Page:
Little Stuff told her mother that it was okay if I didn't come as long as her mother took lots of pictures. She is used to being put second, poor little mutt. The least I can do is get there myself.
Ho, ho, ho.

Monday, 17 December 2007

Ah, Winter!

Mid afternoon on Sunday
Monday morning

Here is a view of our laneway yesterday afternoon and another one I took this morning. I understand from the news that the 50 cm (over 1 ½ feet) of snow that fell on us yesterday originated in a storm mass in Texas. (Note to Julie -- next time you can keep it, okay? And I'll keep the 'arctic air mass coming down from Canada'.) Atlantic Canada is supposed to be getting it today, complete with freezing rain and wind gusts. It all fell as snow here -- the small grainy stuff that stiffens up quickly, for which I am sure the Innuit have a word. What our neighbourhood was calling it would probably be censored by Google.

Fortunately we are equipped for lots of snow. JG put the big auger on the tractor and was just starting to clear the yard when a neigbour pulled in with yet another, even bigger, tractor and punched a slot up our laneway. His son had been here earlier, having waded in to call home and say that he had stuck this big tractor by driving into a ditch he couldn't see. So I guess Dad took over. The family hires this big rig out to clear a lot of lanes in our neigbourhood and it takes a lot to get them stuck. I don't imagine Dad was in a good mood.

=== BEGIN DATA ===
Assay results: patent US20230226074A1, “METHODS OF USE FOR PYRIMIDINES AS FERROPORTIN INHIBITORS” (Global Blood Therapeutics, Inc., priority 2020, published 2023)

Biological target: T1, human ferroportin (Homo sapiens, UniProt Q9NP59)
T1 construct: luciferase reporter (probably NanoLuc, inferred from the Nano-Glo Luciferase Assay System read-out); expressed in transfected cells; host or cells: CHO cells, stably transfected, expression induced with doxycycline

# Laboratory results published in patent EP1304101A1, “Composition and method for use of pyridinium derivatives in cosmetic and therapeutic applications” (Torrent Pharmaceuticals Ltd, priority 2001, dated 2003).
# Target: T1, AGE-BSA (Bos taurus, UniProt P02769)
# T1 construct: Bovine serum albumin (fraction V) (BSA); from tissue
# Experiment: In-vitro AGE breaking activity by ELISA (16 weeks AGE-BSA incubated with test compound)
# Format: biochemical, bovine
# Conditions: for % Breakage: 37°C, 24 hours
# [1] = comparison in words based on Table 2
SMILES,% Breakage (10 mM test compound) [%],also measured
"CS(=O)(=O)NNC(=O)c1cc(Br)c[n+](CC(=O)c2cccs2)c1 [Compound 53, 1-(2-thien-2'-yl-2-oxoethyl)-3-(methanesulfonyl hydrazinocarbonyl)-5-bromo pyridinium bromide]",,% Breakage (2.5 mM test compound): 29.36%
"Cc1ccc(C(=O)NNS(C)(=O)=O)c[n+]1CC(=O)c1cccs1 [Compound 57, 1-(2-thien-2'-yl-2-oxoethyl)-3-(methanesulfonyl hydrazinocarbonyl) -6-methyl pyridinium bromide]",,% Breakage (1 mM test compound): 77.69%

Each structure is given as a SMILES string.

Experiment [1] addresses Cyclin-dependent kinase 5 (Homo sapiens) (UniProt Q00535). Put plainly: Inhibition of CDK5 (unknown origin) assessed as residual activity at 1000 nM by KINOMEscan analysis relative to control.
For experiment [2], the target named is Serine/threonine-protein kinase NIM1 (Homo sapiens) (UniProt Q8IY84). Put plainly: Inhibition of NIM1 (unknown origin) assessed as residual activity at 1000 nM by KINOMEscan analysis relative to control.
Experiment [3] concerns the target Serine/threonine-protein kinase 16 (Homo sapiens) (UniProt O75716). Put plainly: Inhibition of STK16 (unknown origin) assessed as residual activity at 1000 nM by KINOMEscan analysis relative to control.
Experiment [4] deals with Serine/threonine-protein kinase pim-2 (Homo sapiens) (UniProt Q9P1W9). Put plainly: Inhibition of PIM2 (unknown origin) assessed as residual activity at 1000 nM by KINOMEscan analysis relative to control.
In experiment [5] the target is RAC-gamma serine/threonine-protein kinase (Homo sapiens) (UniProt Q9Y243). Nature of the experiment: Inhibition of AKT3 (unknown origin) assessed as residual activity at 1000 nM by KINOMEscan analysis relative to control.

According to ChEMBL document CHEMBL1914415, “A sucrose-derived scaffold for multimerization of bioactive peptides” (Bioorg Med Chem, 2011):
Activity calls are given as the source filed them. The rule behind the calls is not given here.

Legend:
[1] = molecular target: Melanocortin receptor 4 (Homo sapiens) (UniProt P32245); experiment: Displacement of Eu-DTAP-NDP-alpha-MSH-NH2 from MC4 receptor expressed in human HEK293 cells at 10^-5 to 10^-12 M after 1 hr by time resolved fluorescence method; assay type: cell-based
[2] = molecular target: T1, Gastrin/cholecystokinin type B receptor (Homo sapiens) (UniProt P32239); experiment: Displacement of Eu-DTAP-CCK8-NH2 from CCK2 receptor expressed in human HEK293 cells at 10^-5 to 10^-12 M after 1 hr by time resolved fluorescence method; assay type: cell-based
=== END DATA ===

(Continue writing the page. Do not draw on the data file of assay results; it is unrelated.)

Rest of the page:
One of the YD's friends was wishing for snow last week to make the skiing better. He and Wendy went out Sunday to the Gatineau just as the worst of the snow dump hit Ottawa. The YD said that they broke trail for twelve kilometres, with the snow getting deeper and deeper, and then got stuck big time back in Ottawa trying to get into her driveway. There are lots and lots of storm stories.

Here's the problem, though. I have a shoulder high pile of snow all around the porch and steps. Where am I going to put the stuff the next time it snows? It's a long, long time until spring.
This should have been the Monday Mission. Sorry!

Wednesday, 12 December 2007

Wordy Wednesday -- Drat, and other expletives.

Okay, this is not my day. My links won't work. My computer has locked down completely. Twice. Bogger won't save template changes. Blogger saves template changes but stretches them. Blogger saves template changes in negative colour. Blogger keeps telling me to report these errors, but I have no idea --- NO idea, Blogger help -- as to how to report them.

I am not amused. This is not funny any more. My husband's underwear is all sitting in the washer and I do not dare leave the computer to go and put it in the dryer lest some other bloggy gremlin sneak in and fry something else while I am gone.

In fact, @#$%^&*****!!!

I am going to shut down and start all over again. After the underwear is dry. Too bad for the nice photo that was going to appear here today.